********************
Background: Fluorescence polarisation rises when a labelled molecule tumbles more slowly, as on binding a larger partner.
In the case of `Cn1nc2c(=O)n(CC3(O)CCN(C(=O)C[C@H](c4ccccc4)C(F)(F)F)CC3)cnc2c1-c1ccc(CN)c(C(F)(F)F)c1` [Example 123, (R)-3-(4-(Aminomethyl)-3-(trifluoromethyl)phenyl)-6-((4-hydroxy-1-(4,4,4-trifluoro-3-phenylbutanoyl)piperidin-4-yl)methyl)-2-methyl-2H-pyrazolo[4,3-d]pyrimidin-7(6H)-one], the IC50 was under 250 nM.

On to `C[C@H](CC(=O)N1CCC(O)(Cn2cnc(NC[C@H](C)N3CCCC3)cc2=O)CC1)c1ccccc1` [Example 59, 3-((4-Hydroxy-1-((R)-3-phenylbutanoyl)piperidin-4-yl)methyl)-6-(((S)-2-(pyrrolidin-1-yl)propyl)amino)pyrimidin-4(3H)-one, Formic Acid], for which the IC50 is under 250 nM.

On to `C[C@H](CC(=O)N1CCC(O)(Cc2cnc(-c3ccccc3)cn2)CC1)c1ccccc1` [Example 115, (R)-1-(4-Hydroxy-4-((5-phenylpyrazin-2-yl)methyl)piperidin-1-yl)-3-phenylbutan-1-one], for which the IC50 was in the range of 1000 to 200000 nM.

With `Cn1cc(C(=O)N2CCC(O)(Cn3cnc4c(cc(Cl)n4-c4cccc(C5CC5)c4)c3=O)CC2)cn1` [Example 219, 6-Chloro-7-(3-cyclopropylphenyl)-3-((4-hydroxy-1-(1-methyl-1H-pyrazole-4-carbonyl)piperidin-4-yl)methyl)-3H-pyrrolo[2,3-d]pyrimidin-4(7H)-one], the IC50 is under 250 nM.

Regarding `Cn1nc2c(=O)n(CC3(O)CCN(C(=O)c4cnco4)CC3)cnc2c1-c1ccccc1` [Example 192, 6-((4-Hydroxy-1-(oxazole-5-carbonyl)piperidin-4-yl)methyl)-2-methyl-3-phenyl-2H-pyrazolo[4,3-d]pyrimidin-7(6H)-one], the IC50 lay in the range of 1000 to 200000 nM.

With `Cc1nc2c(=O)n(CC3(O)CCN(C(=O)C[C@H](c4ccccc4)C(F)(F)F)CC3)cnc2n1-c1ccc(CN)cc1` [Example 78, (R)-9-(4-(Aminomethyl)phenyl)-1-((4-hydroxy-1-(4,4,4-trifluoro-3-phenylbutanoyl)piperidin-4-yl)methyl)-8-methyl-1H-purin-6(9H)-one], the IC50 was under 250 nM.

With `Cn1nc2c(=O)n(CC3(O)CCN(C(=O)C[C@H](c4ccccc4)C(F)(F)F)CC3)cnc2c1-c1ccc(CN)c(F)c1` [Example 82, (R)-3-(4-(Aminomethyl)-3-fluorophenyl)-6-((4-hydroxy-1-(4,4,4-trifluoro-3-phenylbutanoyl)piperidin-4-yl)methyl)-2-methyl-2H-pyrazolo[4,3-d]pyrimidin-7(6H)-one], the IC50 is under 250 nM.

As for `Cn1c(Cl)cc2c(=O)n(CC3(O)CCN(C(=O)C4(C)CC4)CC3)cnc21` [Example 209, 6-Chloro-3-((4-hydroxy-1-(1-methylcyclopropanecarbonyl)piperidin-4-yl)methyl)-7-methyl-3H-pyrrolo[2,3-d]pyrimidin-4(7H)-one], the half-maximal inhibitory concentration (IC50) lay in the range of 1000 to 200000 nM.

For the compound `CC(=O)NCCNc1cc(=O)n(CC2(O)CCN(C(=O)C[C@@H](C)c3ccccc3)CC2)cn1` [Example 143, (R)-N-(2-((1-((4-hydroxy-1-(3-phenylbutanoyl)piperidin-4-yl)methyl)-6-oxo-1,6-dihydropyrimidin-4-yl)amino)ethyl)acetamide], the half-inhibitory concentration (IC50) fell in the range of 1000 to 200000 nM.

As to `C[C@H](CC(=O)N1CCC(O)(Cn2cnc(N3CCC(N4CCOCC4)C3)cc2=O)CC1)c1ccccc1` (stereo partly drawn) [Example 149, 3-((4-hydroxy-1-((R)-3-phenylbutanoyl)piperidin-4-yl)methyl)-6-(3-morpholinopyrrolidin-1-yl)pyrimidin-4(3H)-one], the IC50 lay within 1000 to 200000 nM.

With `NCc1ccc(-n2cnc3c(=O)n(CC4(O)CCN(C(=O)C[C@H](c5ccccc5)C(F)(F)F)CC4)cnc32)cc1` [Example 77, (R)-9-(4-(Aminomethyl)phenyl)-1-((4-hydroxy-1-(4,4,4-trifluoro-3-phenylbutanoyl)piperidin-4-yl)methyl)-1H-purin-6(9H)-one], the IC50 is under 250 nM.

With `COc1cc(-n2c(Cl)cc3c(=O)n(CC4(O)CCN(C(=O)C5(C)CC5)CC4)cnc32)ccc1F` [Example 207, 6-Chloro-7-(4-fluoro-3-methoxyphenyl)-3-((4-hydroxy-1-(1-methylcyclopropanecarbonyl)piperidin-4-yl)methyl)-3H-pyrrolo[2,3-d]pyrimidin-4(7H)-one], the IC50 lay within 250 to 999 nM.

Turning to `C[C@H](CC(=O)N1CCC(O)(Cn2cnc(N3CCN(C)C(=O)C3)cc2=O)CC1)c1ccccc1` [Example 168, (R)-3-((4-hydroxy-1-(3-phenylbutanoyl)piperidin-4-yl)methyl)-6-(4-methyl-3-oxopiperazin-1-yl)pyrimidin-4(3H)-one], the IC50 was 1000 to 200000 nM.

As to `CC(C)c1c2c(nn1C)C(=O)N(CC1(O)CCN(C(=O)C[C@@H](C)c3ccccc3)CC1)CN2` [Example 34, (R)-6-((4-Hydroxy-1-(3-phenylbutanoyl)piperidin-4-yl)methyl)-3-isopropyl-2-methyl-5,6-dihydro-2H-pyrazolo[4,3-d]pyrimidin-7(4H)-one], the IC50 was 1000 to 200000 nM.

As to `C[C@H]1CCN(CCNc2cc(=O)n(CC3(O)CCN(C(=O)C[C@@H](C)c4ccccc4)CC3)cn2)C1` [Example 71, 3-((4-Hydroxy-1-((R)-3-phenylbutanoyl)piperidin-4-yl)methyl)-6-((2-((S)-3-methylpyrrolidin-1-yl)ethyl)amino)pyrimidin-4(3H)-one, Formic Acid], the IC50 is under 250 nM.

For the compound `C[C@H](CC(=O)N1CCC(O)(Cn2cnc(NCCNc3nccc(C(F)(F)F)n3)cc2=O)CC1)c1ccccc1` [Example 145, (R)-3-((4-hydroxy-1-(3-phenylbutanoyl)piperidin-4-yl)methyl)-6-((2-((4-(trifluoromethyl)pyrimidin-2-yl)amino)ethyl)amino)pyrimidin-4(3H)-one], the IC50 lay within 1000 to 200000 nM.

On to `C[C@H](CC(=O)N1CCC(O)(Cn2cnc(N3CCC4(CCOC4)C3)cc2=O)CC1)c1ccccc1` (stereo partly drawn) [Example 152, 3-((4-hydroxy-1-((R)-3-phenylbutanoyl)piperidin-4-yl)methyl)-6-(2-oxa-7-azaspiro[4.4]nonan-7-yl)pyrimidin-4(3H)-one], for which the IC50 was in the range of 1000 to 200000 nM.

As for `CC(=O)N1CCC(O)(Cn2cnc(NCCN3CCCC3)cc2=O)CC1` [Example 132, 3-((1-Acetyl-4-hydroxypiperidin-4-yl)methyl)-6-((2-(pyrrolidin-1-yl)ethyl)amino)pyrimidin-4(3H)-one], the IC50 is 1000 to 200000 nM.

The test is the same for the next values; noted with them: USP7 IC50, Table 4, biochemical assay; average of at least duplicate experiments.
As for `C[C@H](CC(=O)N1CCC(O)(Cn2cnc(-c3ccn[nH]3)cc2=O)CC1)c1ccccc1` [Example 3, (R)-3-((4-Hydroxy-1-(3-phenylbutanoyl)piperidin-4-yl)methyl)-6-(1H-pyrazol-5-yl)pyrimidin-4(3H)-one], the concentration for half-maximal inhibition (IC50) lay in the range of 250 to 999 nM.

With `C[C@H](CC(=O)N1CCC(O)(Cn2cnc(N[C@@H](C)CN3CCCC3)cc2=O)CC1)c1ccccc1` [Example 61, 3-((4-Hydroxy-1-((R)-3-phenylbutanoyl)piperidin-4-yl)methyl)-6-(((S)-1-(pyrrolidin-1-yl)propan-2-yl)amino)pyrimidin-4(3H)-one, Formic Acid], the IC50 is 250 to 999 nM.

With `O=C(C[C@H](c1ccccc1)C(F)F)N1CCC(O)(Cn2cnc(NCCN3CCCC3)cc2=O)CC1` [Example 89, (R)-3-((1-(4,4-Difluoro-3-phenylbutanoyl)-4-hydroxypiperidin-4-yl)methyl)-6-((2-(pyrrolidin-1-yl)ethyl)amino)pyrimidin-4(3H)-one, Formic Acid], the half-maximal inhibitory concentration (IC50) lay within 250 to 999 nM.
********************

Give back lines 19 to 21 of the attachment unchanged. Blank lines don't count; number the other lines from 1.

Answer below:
As for `CC(=O)N1CCC(O)(Cn2cnc(NCCN3CCCC3)cc2=O)CC1` [Example 132, 3-((1-Acetyl-4-hydroxypiperidin-4-yl)methyl)-6-((2-(pyrrolidin-1-yl)ethyl)amino)pyrimidin-4(3H)-one], the IC50 is 1000 to 200000 nM.

The test is the same for the next values; noted with them: USP7 IC50, Table 4, biochemical assay; average of at least duplicate experiments.
As for `C[C@H](CC(=O)N1CCC(O)(Cn2cnc(-c3ccn[nH]3)cc2=O)CC1)c1ccccc1` [Example 3, (R)-3-((4-Hydroxy-1-(3-phenylbutanoyl)piperidin-4-yl)methyl)-6-(1H-pyrazol-5-yl)pyrimidin-4(3H)-one], the concentration for half-maximal inhibition (IC50) lay in the range of 250 to 999 nM.